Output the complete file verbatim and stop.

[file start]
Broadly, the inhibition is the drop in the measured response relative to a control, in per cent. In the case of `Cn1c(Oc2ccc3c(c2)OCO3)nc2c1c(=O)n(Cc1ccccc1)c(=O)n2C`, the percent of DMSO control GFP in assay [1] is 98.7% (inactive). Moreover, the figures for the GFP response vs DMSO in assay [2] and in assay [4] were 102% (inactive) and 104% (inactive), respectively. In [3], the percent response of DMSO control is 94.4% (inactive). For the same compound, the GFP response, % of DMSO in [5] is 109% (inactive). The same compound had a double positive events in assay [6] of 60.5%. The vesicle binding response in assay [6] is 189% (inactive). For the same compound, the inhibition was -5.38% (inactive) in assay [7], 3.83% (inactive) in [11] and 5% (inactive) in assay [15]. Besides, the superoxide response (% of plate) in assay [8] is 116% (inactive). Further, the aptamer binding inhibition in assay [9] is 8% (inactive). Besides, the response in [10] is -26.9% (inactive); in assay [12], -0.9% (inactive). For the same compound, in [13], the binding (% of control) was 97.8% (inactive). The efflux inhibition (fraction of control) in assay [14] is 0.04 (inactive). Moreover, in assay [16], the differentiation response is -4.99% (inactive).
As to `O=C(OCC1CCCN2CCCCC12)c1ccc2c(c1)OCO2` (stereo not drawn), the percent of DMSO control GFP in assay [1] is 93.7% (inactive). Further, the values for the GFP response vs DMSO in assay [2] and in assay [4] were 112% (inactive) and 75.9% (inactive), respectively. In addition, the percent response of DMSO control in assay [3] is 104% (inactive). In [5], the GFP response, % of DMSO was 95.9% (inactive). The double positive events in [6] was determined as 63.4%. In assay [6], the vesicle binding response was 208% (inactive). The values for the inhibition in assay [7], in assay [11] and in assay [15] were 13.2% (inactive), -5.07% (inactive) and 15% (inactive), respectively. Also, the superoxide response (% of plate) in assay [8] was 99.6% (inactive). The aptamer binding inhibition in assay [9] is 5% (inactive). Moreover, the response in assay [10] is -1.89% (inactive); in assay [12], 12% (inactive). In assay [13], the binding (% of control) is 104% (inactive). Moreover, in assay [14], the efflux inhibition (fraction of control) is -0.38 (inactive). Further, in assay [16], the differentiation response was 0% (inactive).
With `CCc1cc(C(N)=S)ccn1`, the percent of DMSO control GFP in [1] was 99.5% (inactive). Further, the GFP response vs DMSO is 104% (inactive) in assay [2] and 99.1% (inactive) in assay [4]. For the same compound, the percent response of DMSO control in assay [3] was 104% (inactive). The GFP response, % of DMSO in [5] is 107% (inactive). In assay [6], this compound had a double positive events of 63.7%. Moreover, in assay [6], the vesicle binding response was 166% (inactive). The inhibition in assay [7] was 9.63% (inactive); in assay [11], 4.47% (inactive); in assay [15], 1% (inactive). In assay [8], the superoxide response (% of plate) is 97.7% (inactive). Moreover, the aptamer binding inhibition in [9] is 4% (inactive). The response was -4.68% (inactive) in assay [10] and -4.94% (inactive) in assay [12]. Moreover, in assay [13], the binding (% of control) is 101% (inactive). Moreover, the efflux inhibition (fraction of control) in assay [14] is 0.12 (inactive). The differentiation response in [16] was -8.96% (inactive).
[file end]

Broadly, the inhibition is the drop in the measured response relative to a control, in per cent. In the case of `Cn1c(Oc2ccc3c(c2)OCO3)nc2c1c(=O)n(Cc1ccccc1)c(=O)n2C`, the percent of DMSO control GFP in assay [1] is 98.7% (inactive). Moreover, the figures for the GFP response vs DMSO in assay [2] and in assay [4] were 102% (inactive) and 104% (inactive), respectively. In [3], the percent response of DMSO control is 94.4% (inactive). For the same compound, the GFP response, % of DMSO in [5] is 109% (inactive). The same compound had a double positive events in assay [6] of 60.5%. The vesicle binding response in assay [6] is 189% (inactive). For the same compound, the inhibition was -5.38% (inactive) in assay [7], 3.83% (inactive) in [11] and 5% (inactive) in assay [15]. Besides, the superoxide response (% of plate) in assay [8] is 116% (inactive). Further, the aptamer binding inhibition in assay [9] is 8% (inactive). Besides, the response in [10] is -26.9% (inactive); in assay [12], -0.9% (inactive). For the same compound, in [13], the binding (% of control) was 97.8% (inactive). The efflux inhibition (fraction of control) in assay [14] is 0.04 (inactive). Moreover, in assay [16], the differentiation response is -4.99% (inactive).
As to `O=C(OCC1CCCN2CCCCC12)c1ccc2c(c1)OCO2` (stereo not drawn), the percent of DMSO control GFP in assay [1] is 93.7% (inactive). Further, the values for the GFP response vs DMSO in assay [2] and in assay [4] were 112% (inactive) and 75.9% (inactive), respectively. In addition, the percent response of DMSO control in assay [3] is 104% (inactive). In [5], the GFP response, % of DMSO was 95.9% (inactive). The double positive events in [6] was determined as 63.4%. In assay [6], the vesicle binding response was 208% (inactive). The values for the inhibition in assay [7], in assay [11] and in assay [15] were 13.2% (inactive), -5.07% (inactive) and 15% (inactive), respectively. Also, the superoxide response (% of plate) in assay [8] was 99.6% (inactive). The aptamer binding inhibition in assay [9] is 5% (inactive). Moreover, the response in assay [10] is -1.89% (inactive); in assay [12], 12% (inactive). In assay [13], the binding (% of control) is 104% (inactive). Moreover, in assay [14], the efflux inhibition (fraction of control) is -0.38 (inactive). Further, in assay [16], the differentiation response was 0% (inactive).
With `CCc1cc(C(N)=S)ccn1`, the percent of DMSO control GFP in [1] was 99.5% (inactive). Further, the GFP response vs DMSO is 104% (inactive) in assay [2] and 99.1% (inactive) in assay [4]. For the same compound, the percent response of DMSO control in assay [3] was 104% (inactive). The GFP response, % of DMSO in [5] is 107% (inactive). In assay [6], this compound had a double positive events of 63.7%. Moreover, in assay [6], the vesicle binding response was 166% (inactive). The inhibition in assay [7] was 9.63% (inactive); in assay [11], 4.47% (inactive); in assay [15], 1% (inactive). In assay [8], the superoxide response (% of plate) is 97.7% (inactive). Moreover, the aptamer binding inhibition in [9] is 4% (inactive). The response was -4.68% (inactive) in assay [10] and -4.94% (inactive) in assay [12]. Moreover, in assay [13], the binding (% of control) is 101% (inactive). Moreover, the efflux inhibition (fraction of control) in assay [14] is 0.12 (inactive). The differentiation response in [16] was -8.96% (inactive).